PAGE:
New Delhi: The view that nuclear weapons are unusable because of their mass destructive capacity does not ipso facto make them redundant. Within limits, nuclear weapons have deterrent qualities. The danger lies in not knowing or recognizing those limits, and making nuclear weapons a cure-all, which they aren’t.

For example, Indira Gandhi was the first to realize the potential of nuclear weapons to deter regime change. When a United States carrier taskforce in the Bay of Bengal threatened India’s security and inhibited its just prosecution of the 1971 Bangladesh War, Mrs Gandhi moved at the earliest opportunity of stability and preparation to order the first nuclear test in Pokharan in 1974.

The 1974 explosion sent shockwaves through the Western world but its lessons were learnt well in Asian regions prone to regime change by Western powers. The clampdown on nuclear technology transfers and the heightened alert of proliferation that followed the 1974 test retarded weaponization of vulnerable Afro-Asian states like Iran, Iraq, Libya, etc. But the logic of nuclear weapons deterring regime change gained conviction. When Saddam Hussein was ousted by the Americans, conviction became unassailable truth, which is not to say that Saddam was removed in the middle of secret weaponization.

And yet, nuclear weapons have severely limited usefulness. They cannot be employed like conventional weapons. They cannot quell unrest. They certainly cannot deter separatism. When L. K. Advani claimed with the 1998 second nuclear test that India had finally found a foil against Pakistani terrorism in Jammu and Kashmir, he couldn’t have been wronger. This writer pointed out so then. Quite apart from Pakistan’s rival nuclear test at two weeks’ separation from India’s, the J and K crisis has not melted away with India’s self-declaration as a nuclear power state. In some ways, it has gotten harder to manage.

The rules of the game are no different for Pakistan, except that it has not even come to realize that it has a problem. Militarism has had such an all-pervasive effect on Pakistan that it has lost the ability and elan to think and act politically and in terms of achieving socio-economic peace. Pakistan believes, a whole lot like Advani of the old days, that the possession of nuclear weapons makes it invulnerable and indomitable. Which is why it has concentrated all its conventional military and terroristic fire against India under a nuclear overhang, while being confident that the unrest spreading in places like Baluchistan and Occupied Kashmir are easily manageable. They are not. Unless Pakistan puts its house in order, all the deterrent weapons of the world cannot prevent its collapse. The Soviet Union was a nuclear superpower. What happened?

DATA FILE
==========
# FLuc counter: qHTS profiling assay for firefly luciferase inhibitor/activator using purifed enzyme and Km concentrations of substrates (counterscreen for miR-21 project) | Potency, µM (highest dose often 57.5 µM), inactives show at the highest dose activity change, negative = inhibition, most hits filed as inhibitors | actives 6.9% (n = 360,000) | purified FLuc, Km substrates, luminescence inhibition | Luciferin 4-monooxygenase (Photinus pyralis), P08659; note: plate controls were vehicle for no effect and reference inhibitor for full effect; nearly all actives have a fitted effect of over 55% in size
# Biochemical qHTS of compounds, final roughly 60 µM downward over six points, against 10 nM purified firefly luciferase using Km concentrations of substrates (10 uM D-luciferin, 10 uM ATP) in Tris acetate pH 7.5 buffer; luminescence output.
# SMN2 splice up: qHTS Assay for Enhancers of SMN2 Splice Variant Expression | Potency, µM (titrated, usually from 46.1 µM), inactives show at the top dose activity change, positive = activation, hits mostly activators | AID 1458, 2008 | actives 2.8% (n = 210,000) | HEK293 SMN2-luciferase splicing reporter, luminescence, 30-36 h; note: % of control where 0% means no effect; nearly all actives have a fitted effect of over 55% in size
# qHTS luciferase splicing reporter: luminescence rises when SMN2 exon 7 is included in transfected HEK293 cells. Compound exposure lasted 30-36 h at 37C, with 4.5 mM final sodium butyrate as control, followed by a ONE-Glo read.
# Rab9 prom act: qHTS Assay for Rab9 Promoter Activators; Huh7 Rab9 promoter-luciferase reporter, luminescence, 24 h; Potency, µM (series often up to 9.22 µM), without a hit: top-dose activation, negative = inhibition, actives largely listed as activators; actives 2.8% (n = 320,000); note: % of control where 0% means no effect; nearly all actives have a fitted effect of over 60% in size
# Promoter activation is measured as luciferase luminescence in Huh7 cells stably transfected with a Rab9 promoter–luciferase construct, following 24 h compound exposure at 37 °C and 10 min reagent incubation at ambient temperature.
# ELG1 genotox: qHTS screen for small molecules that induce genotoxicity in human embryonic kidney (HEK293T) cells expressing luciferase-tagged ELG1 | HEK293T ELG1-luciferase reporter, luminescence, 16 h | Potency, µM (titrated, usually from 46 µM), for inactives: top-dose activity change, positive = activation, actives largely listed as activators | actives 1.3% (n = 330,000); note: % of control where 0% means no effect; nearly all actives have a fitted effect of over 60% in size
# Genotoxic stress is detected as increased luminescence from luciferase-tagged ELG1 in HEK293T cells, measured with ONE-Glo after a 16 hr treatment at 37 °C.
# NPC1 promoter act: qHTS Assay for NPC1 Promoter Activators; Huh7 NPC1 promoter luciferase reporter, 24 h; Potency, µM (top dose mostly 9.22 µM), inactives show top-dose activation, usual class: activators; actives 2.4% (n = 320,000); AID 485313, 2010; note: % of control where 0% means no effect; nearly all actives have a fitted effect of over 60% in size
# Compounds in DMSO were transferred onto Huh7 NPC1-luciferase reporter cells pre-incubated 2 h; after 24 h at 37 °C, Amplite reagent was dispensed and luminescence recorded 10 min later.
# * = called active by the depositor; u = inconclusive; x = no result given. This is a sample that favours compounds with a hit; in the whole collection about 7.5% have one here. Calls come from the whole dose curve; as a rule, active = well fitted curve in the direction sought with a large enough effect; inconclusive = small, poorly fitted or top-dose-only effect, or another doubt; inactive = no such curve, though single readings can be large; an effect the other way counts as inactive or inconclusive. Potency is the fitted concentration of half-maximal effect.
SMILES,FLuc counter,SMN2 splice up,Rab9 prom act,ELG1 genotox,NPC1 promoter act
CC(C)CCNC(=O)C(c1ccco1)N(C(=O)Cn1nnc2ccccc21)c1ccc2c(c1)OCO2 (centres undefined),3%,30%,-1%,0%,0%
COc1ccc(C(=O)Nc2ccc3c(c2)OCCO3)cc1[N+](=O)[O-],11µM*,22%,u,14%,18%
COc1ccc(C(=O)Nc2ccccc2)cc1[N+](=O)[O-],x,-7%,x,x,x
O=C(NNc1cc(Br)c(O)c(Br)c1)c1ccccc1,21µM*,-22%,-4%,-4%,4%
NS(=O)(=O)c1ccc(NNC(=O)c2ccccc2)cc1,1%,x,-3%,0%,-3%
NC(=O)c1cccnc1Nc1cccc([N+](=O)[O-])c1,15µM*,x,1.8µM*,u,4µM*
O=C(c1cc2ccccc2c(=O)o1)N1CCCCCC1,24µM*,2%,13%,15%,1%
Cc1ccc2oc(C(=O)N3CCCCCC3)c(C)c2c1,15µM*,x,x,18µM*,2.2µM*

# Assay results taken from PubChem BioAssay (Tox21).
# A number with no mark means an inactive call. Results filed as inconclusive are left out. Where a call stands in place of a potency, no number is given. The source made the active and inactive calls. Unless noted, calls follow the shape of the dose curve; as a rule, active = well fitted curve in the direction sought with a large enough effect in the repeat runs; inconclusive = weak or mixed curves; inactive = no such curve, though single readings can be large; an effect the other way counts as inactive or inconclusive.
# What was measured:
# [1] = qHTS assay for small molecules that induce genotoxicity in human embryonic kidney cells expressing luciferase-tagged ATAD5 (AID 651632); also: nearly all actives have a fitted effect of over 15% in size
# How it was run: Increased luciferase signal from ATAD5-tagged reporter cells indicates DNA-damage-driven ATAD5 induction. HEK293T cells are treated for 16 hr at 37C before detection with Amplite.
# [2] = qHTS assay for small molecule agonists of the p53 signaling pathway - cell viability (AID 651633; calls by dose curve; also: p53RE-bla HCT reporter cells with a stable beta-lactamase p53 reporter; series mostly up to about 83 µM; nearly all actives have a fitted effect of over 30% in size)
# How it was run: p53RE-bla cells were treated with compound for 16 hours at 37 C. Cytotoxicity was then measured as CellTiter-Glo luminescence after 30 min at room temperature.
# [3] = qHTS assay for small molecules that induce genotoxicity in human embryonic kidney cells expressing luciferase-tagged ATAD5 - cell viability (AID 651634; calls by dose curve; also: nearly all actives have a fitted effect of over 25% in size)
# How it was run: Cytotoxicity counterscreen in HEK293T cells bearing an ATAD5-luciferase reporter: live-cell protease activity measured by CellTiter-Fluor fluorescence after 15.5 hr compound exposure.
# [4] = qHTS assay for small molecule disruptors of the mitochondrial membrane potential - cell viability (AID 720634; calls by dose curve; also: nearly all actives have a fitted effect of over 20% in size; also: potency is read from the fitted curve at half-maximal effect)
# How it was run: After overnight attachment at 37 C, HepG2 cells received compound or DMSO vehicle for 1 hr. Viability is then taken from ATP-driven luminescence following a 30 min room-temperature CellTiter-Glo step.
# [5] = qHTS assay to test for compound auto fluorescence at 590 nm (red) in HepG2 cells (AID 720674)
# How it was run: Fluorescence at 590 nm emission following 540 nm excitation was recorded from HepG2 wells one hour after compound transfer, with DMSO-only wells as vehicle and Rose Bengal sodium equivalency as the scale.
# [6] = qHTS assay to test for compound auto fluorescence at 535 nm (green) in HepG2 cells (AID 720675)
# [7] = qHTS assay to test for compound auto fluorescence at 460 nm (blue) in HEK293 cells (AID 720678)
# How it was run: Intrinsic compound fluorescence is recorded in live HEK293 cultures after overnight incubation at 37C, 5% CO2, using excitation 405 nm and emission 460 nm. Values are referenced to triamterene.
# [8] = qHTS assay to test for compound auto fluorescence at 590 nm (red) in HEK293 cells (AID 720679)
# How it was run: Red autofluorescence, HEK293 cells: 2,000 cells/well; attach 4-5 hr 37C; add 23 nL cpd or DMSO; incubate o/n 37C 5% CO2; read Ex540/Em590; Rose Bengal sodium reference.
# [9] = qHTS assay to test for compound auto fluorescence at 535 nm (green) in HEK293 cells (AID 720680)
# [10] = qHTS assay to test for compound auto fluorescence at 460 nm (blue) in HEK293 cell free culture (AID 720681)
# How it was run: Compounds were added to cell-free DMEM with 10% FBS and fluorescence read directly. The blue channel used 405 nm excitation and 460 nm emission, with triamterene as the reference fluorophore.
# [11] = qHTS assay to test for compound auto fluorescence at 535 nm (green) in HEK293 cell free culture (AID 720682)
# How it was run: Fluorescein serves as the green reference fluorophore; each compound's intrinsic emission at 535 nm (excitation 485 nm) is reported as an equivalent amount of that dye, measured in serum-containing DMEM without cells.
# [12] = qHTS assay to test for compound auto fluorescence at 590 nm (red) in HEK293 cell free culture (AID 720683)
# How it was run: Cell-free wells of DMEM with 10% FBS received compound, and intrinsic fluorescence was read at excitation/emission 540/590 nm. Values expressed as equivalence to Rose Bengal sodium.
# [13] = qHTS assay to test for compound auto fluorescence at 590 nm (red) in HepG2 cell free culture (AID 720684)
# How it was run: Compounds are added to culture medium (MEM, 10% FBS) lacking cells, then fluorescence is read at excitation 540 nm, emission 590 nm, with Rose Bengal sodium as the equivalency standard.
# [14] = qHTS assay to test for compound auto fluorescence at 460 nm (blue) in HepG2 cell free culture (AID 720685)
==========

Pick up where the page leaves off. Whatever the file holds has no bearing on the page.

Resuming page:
Nuclear weapons can be a curse sometimes, and they have become so for Pakistan. Normal nationhood that you experience in the everyday life of a nation is missing in Pakistan. A Pakistani is a Punjabi, Sindhi, Baluch or Frontier Pathan prior to being Pakistani, and sectarian identities often confound these sub-national narratives as well. Political mediation is critical to nation-building, and long years of military rule and a state of permanent militarism have destroyed Pakistan’s political instincts. Nuclear weaponization has worsened it all, and Pakistan harbours the illusion that nuclear parity with India eternally secures it. It does not.

Nations are not mechanistic or static entities. Nations are living forces and must constantly renew themselves to remain strong, relevant and purposive. Justice is the most significant constituent of nationhood. A nation that is not manifestly and constitutionally just toward all its citizens eventually loses its legitimacy to remain united. Pakistan faces a legitimacy crisis. The domination of Punjab and Punjabis to the exclusion of other provinces and nationalities skews Pakistan’s nationhood. The military bombardment of Baluchistan and state terror following rigged elections in Pakistan Occupied Kashmir are early signs of an unravelling Pakistani state. Much as Pakistan might like to persuade itself otherwise, India is not involved in the unrest in these places. On the other hand, Pakistan has got its comeuppance for prosecuting a low-intensity war in Jammu and Kashmir.

It is still not late for Pakistan to make peace with India and turn its attention to nation-building. The military must retire to passivity and the political establishment must commence an intensive and earnest re-engagement of Pakistani society. Unchecked, the situation would worsen to a likeness that compelled the creation of Bangladesh. Pakistan’s nuclear weapons will be essentially useless in preventing the denouement.

There is still time for Pakistan to step back and join the ranks of civilized nations. Militarism and nuclear vanity will lead it nowhere.

Editor’s Note: NewsInsight extends warm greetings to its readers on India’s Independence Day.